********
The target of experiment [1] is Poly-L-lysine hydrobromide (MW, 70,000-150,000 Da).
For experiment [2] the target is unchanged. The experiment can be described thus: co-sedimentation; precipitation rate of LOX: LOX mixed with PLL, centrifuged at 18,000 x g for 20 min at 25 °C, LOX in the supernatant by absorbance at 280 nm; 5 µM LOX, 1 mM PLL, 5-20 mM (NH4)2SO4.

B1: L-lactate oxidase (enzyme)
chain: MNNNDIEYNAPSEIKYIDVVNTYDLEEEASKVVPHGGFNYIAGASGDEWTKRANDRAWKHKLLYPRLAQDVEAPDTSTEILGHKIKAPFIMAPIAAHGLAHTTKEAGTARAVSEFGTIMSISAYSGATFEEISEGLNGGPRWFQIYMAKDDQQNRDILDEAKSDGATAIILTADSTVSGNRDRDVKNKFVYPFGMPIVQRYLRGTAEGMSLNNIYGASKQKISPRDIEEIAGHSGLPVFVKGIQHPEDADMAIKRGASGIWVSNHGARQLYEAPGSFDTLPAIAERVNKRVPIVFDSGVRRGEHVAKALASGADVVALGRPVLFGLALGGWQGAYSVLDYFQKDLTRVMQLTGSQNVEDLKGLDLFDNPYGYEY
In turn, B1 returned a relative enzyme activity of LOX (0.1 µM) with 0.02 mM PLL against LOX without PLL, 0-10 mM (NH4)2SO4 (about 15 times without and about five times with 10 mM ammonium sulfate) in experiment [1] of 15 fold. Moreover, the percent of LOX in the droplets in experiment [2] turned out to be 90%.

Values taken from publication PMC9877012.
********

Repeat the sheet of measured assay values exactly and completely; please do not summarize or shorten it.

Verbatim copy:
The target of experiment [1] is Poly-L-lysine hydrobromide (MW, 70,000-150,000 Da).
For experiment [2] the target is unchanged. The experiment can be described thus: co-sedimentation; precipitation rate of LOX: LOX mixed with PLL, centrifuged at 18,000 x g for 20 min at 25 °C, LOX in the supernatant by absorbance at 280 nm; 5 µM LOX, 1 mM PLL, 5-20 mM (NH4)2SO4.

B1: L-lactate oxidase (enzyme)
chain: MNNNDIEYNAPSEIKYIDVVNTYDLEEEASKVVPHGGFNYIAGASGDEWTKRANDRAWKHKLLYPRLAQDVEAPDTSTEILGHKIKAPFIMAPIAAHGLAHTTKEAGTARAVSEFGTIMSISAYSGATFEEISEGLNGGPRWFQIYMAKDDQQNRDILDEAKSDGATAIILTADSTVSGNRDRDVKNKFVYPFGMPIVQRYLRGTAEGMSLNNIYGASKQKISPRDIEEIAGHSGLPVFVKGIQHPEDADMAIKRGASGIWVSNHGARQLYEAPGSFDTLPAIAERVNKRVPIVFDSGVRRGEHVAKALASGADVVALGRPVLFGLALGGWQGAYSVLDYFQKDLTRVMQLTGSQNVEDLKGLDLFDNPYGYEY
In turn, B1 returned a relative enzyme activity of LOX (0.1 µM) with 0.02 mM PLL against LOX without PLL, 0-10 mM (NH4)2SO4 (about 15 times without and about five times with 10 mM ammonium sulfate) in experiment [1] of 15 fold. Moreover, the percent of LOX in the droplets in experiment [2] turned out to be 90%.

Values taken from publication PMC9877012.